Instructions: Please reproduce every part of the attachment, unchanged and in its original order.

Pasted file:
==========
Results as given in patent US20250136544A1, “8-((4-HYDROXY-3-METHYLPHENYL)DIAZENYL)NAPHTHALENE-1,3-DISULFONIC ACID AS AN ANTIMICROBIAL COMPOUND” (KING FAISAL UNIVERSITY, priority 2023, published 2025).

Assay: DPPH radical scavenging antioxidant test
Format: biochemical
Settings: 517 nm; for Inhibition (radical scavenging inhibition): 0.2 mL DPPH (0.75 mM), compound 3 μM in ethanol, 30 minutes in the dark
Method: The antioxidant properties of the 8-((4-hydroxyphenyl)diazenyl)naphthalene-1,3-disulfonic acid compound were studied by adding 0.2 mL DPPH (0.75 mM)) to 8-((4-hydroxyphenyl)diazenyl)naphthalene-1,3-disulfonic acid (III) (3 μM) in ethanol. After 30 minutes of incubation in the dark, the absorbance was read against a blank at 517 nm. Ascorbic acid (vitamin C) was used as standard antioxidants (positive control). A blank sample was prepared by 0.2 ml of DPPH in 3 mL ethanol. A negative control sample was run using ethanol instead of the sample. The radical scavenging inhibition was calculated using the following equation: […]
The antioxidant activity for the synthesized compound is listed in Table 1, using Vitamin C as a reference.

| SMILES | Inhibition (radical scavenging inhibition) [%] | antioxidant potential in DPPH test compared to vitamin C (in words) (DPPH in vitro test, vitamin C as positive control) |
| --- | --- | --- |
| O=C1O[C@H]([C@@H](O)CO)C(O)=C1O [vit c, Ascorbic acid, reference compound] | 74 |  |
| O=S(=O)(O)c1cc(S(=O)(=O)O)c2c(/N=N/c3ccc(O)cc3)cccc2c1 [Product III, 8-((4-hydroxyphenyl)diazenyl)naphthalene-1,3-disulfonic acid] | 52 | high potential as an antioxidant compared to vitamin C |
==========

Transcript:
Results as given in patent US20250136544A1, “8-((4-HYDROXY-3-METHYLPHENYL)DIAZENYL)NAPHTHALENE-1,3-DISULFONIC ACID AS AN ANTIMICROBIAL COMPOUND” (KING FAISAL UNIVERSITY, priority 2023, published 2025).

Assay: DPPH radical scavenging antioxidant test
Format: biochemical
Settings: 517 nm; for Inhibition (radical scavenging inhibition): 0.2 mL DPPH (0.75 mM), compound 3 μM in ethanol, 30 minutes in the dark
Method: The antioxidant properties of the 8-((4-hydroxyphenyl)diazenyl)naphthalene-1,3-disulfonic acid compound were studied by adding 0.2 mL DPPH (0.75 mM)) to 8-((4-hydroxyphenyl)diazenyl)naphthalene-1,3-disulfonic acid (III) (3 μM) in ethanol. After 30 minutes of incubation in the dark, the absorbance was read against a blank at 517 nm. Ascorbic acid (vitamin C) was used as standard antioxidants (positive control). A blank sample was prepared by 0.2 ml of DPPH in 3 mL ethanol. A negative control sample was run using ethanol instead of the sample. The radical scavenging inhibition was calculated using the following equation: […]
The antioxidant activity for the synthesized compound is listed in Table 1, using Vitamin C as a reference.

| SMILES | Inhibition (radical scavenging inhibition) [%] | antioxidant potential in DPPH test compared to vitamin C (in words) (DPPH in vitro test, vitamin C as positive control) |
| --- | --- | --- |
| O=C1O[C@H]([C@@H](O)CO)C(O)=C1O [vit c, Ascorbic acid, reference compound] | 74 |  |
| O=S(=O)(O)c1cc(S(=O)(=O)O)c2c(/N=N/c3ccc(O)cc3)cccc2c1 [Product III, 8-((4-hydroxyphenyl)diazenyl)naphthalene-1,3-disulfonic acid] | 52 | high potential as an antioxidant compared to vitamin C |